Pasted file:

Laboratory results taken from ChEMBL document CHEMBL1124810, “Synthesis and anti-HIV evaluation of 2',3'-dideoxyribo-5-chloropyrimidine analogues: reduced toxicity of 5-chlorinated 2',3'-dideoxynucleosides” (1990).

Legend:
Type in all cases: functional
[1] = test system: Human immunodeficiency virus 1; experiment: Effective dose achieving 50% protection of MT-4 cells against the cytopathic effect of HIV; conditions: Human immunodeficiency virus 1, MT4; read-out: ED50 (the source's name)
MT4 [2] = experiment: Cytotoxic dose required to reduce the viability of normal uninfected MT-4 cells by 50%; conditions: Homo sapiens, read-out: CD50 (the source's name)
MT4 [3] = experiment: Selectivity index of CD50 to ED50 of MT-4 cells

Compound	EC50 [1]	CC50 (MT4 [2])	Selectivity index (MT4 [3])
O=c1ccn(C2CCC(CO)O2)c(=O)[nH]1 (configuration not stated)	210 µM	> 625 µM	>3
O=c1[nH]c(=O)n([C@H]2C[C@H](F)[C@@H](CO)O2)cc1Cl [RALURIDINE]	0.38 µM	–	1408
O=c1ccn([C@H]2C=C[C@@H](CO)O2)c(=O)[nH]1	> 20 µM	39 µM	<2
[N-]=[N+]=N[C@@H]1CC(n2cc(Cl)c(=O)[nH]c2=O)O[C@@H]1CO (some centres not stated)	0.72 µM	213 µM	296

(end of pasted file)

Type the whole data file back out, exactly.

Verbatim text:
Laboratory results taken from ChEMBL document CHEMBL1124810, “Synthesis and anti-HIV evaluation of 2',3'-dideoxyribo-5-chloropyrimidine analogues: reduced toxicity of 5-chlorinated 2',3'-dideoxynucleosides” (1990).

Legend:
Type in all cases: functional
[1] = test system: Human immunodeficiency virus 1; experiment: Effective dose achieving 50% protection of MT-4 cells against the cytopathic effect of HIV; conditions: Human immunodeficiency virus 1, MT4; read-out: ED50 (the source's name)
MT4 [2] = experiment: Cytotoxic dose required to reduce the viability of normal uninfected MT-4 cells by 50%; conditions: Homo sapiens, read-out: CD50 (the source's name)
MT4 [3] = experiment: Selectivity index of CD50 to ED50 of MT-4 cells

Compound	EC50 [1]	CC50 (MT4 [2])	Selectivity index (MT4 [3])
O=c1ccn(C2CCC(CO)O2)c(=O)[nH]1 (configuration not stated)	210 µM	> 625 µM	>3
O=c1[nH]c(=O)n([C@H]2C[C@H](F)[C@@H](CO)O2)cc1Cl [RALURIDINE]	0.38 µM	–	1408
O=c1ccn([C@H]2C=C[C@@H](CO)O2)c(=O)[nH]1	> 20 µM	39 µM	<2
[N-]=[N+]=N[C@@H]1CC(n2cc(Cl)c(=O)[nH]c2=O)O[C@@H]1CO (some centres not stated)	0.72 µM	213 µM	296